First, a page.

to do for them. In particular, his neighbor Parish, who did not appreciate Niggle’s painting at all, asked him to do many things for him. One night when Niggle senses, rightly, that his time is almost up, Parish insists that he go out into the wet and cold to fetch a doctor for his sick wife. As a result he comes down with a chill and fever, and while working desperately on his unfinished picture, the driver comes to take Niggle on the journey he has put off. When he realizes he must go, he bursts into tears. “‘Oh, dear!’ said poor

Niggle, beginning to weep, ‘And it’s not even finished!’” Sometime after his death the people who acquired his house noticed that on his crumbling canvas his only “one beautiful leaf” had remained intact. It was put in the Town Museum, “and for a long while ‘Leaf: by Niggle’ hung there in a recess, and was noticed by a few eyes.” His work is not appreciated much, but the story does not end there.

After death Niggle is put on a train toward the mountains of the heavenly afterlife. At one point on his trip he hears two Voices. One seems to be Justice, the severe voice, which says that Niggle wasted so much time and accomplished so little in life. But the other, gentler voice (“though it was not soft”), which seems to be Mercy, counters that Niggle has chosen to sacrifice for others, knowing what he was doing. As a reward, when Niggle gets to the outskirts of the heavenly country, something catches his eye. He runs to it—and there it is: “Before him stood the Tree, his Tree, finished; its leaves opening, its branches growing and bending in the wind that Niggle had so often felt or guessed, and yet had so often failed to catch. He gazed at the Tree, and slowly he lifted his arms and opened them wide. ‘It is a gift!’ he said.”

The world before death—his old country—had forgotten Niggle almost completely, and there his work had ended unfinished and helpful to only a very few. But in his new country, the permanently real world, he finds that his tree, in full detail and finished, was not just a fancy of his that had died with him (see the vision of Isaiah 65:17.22-23). No, it was indeed part of the true reality that would live and be enjoyed forever- the work of our hand which seems to have been started in the old world and through faith we will see it again in the new world.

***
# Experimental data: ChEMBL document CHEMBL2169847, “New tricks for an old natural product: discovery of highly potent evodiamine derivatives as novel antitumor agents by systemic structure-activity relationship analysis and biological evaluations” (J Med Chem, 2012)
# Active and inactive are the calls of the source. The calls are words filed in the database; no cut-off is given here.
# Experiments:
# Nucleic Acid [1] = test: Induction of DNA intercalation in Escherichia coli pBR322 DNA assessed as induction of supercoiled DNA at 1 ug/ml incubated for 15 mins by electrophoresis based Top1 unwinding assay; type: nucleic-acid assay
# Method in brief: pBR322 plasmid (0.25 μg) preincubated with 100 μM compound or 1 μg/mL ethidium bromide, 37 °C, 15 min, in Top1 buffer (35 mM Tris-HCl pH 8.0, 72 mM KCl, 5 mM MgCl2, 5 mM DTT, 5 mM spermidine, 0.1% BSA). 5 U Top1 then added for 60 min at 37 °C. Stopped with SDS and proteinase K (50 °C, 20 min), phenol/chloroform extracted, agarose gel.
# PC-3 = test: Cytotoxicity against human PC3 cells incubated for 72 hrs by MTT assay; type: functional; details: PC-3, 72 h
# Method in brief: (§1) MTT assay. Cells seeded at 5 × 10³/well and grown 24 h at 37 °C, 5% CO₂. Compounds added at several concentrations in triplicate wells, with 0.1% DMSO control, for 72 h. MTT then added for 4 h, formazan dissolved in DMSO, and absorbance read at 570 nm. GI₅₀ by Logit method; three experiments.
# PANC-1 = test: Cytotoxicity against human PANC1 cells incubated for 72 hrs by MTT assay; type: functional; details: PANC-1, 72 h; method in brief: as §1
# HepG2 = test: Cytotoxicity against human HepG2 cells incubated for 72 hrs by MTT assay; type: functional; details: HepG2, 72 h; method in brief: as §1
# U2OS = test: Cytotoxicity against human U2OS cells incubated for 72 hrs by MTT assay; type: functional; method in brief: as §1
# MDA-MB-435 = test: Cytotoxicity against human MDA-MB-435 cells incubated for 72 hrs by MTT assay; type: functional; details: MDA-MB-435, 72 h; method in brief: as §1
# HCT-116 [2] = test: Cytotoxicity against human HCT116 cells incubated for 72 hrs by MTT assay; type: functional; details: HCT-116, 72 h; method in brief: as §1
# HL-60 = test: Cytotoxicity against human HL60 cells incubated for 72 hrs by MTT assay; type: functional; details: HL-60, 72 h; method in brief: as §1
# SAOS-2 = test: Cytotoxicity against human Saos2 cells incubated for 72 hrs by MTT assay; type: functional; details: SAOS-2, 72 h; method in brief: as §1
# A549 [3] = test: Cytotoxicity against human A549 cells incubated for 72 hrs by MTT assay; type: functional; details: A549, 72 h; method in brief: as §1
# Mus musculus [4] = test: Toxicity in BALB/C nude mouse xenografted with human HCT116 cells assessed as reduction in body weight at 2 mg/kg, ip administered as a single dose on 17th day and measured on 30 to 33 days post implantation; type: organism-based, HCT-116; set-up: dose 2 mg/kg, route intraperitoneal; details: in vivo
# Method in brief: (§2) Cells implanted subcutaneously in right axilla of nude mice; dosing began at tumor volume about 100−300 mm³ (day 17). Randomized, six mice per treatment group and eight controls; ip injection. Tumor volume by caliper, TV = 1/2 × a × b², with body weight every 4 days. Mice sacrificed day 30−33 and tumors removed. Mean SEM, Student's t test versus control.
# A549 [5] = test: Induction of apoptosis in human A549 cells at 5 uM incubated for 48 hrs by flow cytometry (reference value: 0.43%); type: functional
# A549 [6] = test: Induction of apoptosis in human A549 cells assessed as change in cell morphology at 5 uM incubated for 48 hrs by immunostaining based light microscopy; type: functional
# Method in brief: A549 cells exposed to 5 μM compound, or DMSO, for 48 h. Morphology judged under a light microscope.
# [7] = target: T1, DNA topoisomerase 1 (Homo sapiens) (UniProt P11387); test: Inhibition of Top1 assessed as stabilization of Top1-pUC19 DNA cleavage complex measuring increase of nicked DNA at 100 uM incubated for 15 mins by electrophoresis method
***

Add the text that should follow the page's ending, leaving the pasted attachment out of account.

Niggle was assured that the tree he had “felt and guessed” was “a true part of creation”. and that even the small bit of it he had unveiled to people on earth had been a vision

of the True. That is the nature of our work if it is link to the faith, for there is something we can look for , a hope of seeing our real tree.

Everyone of us has visions, often very big ones, of a world they can uniquely imagine. Few realize even a significant percentage of that vision, and even fewer claim to have come close. Those of us who tend to be overly perfectionistic and methodical, like Tolkien himself, can also identify strongly with the character of Niggle. But really—everyone is Niggle. Everyone imagines accomplishing things, and everyone finds him- or herself largely incapable of producing them. Everyone wants to be successful rather than forgotten, and everyone wants to make a difference in life. But that is beyond the control of any of us at times. If this life is all there is, then everything will eventually burn up in the death of the sun and no one will even be around to remember anything that has ever happened. Everyone will be forgotten, nothing we do will make any difference, and all good endeavours, even the best, will come to naught.

Unless there is God. If the God of the Bible exists, and there is a true reality beneath and behind this one, and this life is not the only life, then every good work, even the simplest ones, pursued in response to God’s calling, can matter forever. That is what the Christian faith promises. “In the Lord, your labor is not in vain,” writes Paul in the first letter to the Corinthians, chapter 15, verse 58.